Miranda Sings, the YouTube sensation who makes a living parodying the Vlogger generation, has just struck gold with a Netflix series. Move over Zoella
In a first that will no doubt provoke bafflement and anger in lots of people over the age of 16, Netflix has released a TV series centred around a YouTuber. Not a reality series, but a scripted, sitcom-type affair consisting of eight half-hour episodes. The series is entitled Haters Back Off, after the catchphrase uttered by its star, Miranda Sings, in response to the people who pour scorn in the comments below the videos she posts of herself doing not very much and singing not very well to an audience of millions.
But Miranda Sings is not your average YouTuber in the Zoella/Alfie Deyes vein. Rather, she is a fictional character created by one Colleen Ballinger. In 2008, Colleen was a vocal student at Azusa Pacific University in California. She had started to notice that some of her peers could not sing at all, but believed that they could. They also believed that if they carried on uploading videos of themselves singing, they would eventually become famous.
Colleen didn’t think that anybody could get famous from YouTube. ‘So I created the Miranda character based on some of the girls I went to school with,’ she told California’s Lobero Theatre, ‘mixed with some of the girls who I didn’t know but who I saw singing on YouTube.’ Colleen’s parody videos were initially made with the sole intention of amusing her friends. But one of the videos, entitled ‘Free Voice Lesson’, took off and, all of a sudden, everything she did was being viewed tens of thousands of times. ‘It was really just supposed to be an inside joke,’ she told entertaintment website Call Me Adam . ‘I was horrified at the thought of the girls I was making fun of seeing the videos and knowing I was imitating them.’
‘With the first set of Miranda videos, I would thank “all my fans”, jokingly. But now it’s not really a joke’ Colleen Ballinger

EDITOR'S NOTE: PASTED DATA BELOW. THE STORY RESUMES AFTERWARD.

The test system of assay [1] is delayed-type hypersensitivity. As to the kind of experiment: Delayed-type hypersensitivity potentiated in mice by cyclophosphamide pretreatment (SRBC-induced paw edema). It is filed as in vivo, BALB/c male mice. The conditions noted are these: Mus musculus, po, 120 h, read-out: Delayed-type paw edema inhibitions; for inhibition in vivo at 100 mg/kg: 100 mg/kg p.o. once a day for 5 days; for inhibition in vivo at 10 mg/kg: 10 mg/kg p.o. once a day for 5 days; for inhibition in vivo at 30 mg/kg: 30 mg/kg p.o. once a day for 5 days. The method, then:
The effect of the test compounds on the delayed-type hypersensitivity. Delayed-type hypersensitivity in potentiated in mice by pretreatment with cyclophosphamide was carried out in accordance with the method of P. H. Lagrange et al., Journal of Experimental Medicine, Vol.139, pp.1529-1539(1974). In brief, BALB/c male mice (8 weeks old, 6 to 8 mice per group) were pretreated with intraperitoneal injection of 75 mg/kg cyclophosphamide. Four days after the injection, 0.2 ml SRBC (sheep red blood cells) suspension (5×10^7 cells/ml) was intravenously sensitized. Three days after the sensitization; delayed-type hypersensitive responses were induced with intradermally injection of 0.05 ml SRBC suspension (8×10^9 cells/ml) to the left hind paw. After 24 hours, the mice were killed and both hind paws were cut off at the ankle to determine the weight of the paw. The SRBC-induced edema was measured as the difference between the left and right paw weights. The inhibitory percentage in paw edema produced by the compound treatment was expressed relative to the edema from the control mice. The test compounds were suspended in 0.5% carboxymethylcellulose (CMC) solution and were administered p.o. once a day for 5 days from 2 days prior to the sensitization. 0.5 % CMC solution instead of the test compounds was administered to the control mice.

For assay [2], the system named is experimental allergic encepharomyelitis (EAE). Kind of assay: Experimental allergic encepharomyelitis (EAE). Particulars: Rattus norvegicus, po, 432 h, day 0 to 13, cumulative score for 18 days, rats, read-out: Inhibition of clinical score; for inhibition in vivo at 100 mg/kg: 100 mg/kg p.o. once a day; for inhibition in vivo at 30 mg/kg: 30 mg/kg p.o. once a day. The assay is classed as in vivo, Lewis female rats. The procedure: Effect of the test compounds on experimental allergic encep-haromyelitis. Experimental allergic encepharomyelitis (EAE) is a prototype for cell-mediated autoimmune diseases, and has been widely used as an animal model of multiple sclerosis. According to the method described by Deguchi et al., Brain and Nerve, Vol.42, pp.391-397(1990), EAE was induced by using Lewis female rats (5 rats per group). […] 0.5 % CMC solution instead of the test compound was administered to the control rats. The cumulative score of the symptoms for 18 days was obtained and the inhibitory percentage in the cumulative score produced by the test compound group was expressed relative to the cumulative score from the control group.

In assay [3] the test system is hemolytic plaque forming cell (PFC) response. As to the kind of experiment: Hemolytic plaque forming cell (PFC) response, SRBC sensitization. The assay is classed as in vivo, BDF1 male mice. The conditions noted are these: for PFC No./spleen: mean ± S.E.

Thanks to her inspiration’s lack of self-awareness, none of them did. Soon tens of thousands became hundreds of thousands, and Colleen was quitting her job at Disneyland to take ‘Miranda’ on the road, as a kind of stand-up comedy routine. Jerry Seinfeld saw one of the videos (via his 13-year-old daughter) and got in touch. Colleen found this surreal, to say the least.She had grown up watching Seinfeld and claims to have never missed an episode.
She went on The Tonight Show. She wrote a book as Miranda, ‘Selp-Helf’. She even met her future husband after he saw one of her videos and went along to one of the shows. Incredibly, Colleen’s videos making fun of YouTube sensations had changed her life and made her a YouTube sensation. It’s an irony not lost on her. ‘It’s completely ironic,’ she told Bob Bullen of the Chicago Theatre Addict, who also writes for The Huffington Post. ‘With the first set of Miranda videos, I would thank “all my fans”, jokingly. But now it’s not really a joke.’
The secret of Miranda, just like all great comedy characters, is that unless you’ve been told it’s a parody, you’re not quite sure at first. In fact, Colleen says that for a long time people were coming up to her after the shows encouraging her to keep on singing and following her dream. They were also walking out because of how obnoxious she was being. The same will be true of those coming to her Netflix show without any prior knowledge of her character.
Written by Colleen with her brother, Chris Ballinger, and with the help of writing duo Perry M Rein and Gigi McCreery (previous credits include Friends and Wizards Of Waverly Place), Haters Back Off is presented as a documentary charting the life and rise to the ridicule of Miranda.
It is going to be huge, partially because Miranda already has a huge online audience (her YouTube channel has had more than a billion views), but also because it is perfectly timed to appeal to people beyond that audience; namely, the older generation who now know who Zoella and Alfie are and know what a Vlogger is (even though no one really says Vlogger any more), but still think that the whole idea of them is ridiculous. They will relish a series that takes aim at these people and sets out to make fun of them. Essentially, Haters Back Off is a show for the haters themselves.
In fact, there’s a good chance Miranda will do for YouTube sensations what David Brent did for office middle-managers. And that is most definitely a good thing.
Other targets of ridicule
Up until 1984, it was perfectly acceptable for giant rock bands to wheel life-size Stonehenge monuments on stage, throw tantrums about the tiniest things and generally behave like spoilt children. Then Spinal Tap was released and suddenly they all looked like prize idiots.
The Charlie Brooker- and Chris Moyles-written Channel 4 series Nathan Barley suffered poor ratings and was dropped soon after it aired in 2005. Since then, it has come to be seen as a masterful send-up of twiddly-tached, toy-bike-riding east Londoners.
HBO’s Silicon Valley is being hailed by some as the best comedy show on TV at the moment, as it encapsulates how utterly ridiculous life in the most innovative place on earth really is.